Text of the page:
12 Foods That Give Your Hair, Skin, and Nails a Boost
Foods You might be no stranger to dropping a dime on self-care treatments like blowouts, facials, and mani-pedis. But getting (and keeping) your hair, skin, and nails healthy takes more than a few appointments. The right nutrition can go a long way toward improving the appearance of all three—and you might be able to keep some of that cash in your wallet. Instead, head to the supermarket for these 12 foods.
Foods for Hair and Nails
Both hair and nails are made up of a protein called keratin, meaning that they both need similar nutrients to thrive. The following list of foods serves up a double whammy.
Your most basic dinner go-to may not be the most thrilling thing to your taste buds, but it’s doing wonders for your hair and nails. (And hey, if you dig a little, you can find plenty of non-boring chicken recipes!) It’s packed with protein and iron. And with 7 grams of protein per ounce in chicken, it helps the keratin in hair and nails thrive.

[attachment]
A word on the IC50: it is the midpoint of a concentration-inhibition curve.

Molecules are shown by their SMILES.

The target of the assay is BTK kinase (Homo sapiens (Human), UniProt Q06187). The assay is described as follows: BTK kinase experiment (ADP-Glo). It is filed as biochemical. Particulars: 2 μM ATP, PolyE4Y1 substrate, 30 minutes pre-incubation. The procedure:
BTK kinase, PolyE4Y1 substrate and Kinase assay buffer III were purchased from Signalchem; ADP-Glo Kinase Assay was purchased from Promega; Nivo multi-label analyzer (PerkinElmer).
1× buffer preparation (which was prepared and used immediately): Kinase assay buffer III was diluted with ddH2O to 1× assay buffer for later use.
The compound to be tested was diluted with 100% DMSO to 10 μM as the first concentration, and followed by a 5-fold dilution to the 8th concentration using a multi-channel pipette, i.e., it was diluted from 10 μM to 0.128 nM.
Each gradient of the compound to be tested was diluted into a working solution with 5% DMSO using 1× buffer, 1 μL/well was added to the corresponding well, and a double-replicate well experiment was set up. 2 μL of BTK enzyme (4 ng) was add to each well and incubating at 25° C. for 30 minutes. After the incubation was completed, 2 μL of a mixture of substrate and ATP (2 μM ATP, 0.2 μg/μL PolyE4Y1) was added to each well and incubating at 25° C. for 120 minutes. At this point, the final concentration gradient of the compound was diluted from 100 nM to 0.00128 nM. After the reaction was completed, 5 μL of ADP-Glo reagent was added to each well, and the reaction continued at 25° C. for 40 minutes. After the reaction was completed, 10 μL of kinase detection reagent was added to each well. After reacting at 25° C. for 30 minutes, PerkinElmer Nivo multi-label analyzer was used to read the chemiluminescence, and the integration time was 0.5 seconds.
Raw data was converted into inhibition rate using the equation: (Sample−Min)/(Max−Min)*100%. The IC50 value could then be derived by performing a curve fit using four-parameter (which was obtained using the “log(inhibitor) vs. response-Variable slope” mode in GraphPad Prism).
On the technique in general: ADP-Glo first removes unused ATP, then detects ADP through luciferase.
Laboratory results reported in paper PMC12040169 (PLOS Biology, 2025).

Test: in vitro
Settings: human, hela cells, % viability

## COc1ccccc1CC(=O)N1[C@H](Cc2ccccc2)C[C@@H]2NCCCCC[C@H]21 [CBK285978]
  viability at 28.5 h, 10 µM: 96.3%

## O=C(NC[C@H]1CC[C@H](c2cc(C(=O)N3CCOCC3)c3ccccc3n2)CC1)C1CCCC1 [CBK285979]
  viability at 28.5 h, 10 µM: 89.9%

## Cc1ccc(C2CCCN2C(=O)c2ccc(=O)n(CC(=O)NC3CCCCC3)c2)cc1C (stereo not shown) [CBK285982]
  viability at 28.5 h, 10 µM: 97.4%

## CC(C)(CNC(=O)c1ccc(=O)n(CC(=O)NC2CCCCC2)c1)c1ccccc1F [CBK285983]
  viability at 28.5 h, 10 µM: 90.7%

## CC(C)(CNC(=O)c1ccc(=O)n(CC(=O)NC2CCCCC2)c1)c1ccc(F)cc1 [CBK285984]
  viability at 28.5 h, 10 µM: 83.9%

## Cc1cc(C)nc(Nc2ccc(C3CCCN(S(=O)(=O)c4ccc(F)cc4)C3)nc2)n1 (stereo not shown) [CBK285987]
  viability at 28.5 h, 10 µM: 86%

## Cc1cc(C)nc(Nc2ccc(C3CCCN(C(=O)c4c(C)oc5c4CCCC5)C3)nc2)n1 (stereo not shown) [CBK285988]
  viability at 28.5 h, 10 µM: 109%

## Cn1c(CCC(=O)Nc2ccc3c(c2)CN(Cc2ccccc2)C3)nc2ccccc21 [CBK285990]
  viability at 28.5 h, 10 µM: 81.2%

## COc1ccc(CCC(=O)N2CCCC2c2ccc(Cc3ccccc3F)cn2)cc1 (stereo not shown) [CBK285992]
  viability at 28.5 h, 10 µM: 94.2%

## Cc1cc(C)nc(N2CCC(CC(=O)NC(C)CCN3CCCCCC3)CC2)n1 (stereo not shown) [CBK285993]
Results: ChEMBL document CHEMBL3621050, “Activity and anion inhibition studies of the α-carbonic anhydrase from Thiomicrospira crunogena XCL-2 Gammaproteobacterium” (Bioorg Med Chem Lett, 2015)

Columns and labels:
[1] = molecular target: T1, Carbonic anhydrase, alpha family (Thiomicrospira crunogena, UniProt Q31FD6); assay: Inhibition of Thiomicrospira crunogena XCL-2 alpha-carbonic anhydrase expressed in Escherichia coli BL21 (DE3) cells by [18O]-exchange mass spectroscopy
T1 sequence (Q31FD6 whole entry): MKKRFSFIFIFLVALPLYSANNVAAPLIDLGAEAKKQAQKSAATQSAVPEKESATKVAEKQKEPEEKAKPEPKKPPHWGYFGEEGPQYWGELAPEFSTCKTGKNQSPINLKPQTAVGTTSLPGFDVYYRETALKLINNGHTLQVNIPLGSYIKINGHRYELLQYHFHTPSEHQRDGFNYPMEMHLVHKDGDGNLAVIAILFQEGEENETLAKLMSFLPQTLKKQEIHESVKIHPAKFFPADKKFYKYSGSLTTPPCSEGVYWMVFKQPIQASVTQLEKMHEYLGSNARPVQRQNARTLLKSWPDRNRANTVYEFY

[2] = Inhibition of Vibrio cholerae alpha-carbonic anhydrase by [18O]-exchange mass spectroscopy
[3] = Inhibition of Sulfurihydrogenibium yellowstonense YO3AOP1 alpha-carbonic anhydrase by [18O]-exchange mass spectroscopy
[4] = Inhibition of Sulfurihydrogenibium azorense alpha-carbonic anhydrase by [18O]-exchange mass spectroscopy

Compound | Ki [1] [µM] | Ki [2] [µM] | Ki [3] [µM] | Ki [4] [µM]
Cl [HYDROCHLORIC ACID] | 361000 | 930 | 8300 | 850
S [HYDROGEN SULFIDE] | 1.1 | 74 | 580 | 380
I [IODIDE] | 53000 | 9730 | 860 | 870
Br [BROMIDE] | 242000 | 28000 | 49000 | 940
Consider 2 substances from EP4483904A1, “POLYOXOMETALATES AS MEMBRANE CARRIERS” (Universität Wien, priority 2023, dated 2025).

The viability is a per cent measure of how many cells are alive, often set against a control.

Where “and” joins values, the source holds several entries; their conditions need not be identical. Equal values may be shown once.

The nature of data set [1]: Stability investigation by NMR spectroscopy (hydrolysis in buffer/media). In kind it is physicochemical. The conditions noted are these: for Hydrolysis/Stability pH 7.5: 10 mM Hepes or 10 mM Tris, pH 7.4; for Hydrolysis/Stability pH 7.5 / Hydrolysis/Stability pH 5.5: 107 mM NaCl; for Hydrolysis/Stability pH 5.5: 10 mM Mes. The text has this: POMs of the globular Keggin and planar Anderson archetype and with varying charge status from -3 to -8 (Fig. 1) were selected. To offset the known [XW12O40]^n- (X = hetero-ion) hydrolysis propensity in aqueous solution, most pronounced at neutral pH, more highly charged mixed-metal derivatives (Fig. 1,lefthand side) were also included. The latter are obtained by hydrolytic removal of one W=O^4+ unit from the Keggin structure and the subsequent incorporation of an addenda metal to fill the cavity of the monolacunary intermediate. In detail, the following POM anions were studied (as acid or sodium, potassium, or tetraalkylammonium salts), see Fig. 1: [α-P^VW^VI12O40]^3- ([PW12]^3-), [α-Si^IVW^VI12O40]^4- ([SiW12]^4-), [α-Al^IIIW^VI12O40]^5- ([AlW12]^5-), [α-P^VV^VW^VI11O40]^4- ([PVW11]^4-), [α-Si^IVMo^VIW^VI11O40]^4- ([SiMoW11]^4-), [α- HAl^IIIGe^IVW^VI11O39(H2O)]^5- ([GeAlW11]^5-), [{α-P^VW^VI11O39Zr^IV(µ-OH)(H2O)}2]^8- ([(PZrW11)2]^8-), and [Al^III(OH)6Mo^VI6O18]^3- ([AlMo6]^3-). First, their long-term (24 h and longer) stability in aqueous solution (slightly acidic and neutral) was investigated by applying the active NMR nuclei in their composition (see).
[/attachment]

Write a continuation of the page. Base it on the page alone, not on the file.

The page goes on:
Both also need a healthy iron-rich blood supply for continued growth—people suffering from iron deficiency may see negative side effects in their hair and nails. And while meat may be the best source of iron, chicken offers up a healthy dose.
If chicken is great for hair and nails, what’s a plant-based eater to do? Easy. A half block of tofu has nearly the same amount of protein as three ounces of chicken (22 grams), and it contains almost one-third of your daily value of iron. Plus, it’s cheaper to buy and takes on the flavor of any marinade. Even if you’re not plant-based, adding tofu to your diet is a great way to get a little protein variety in your diet.
OK, maybe the texture of tofu isn’t your thing. For a meatier plant-based protein bite, add some lentils to your plate. These multi-colored legumes are next on the list of protein and iron contenders. You’ll get that same 22-ish grams of protein in a ½ cup of uncooked lentils and one-third of your daily iron intake. Plus, they are a great meat substitute in things like burgers, meatballs, tacos, and Bolognese sauce.
We would be remiss if we didn’t mention the B-vitamin biotin as it pertains to hair and nails. Some research indicates the biotin may contribute to the thickness of both. Luckily biotin is in many foods, making deficiencies rare. But “egg yolks contain biotin and protein, both of which have been shown to promote strong hair and nails,” says NYC-based registered dietitian Nora Minno. Can we get another frittata, please?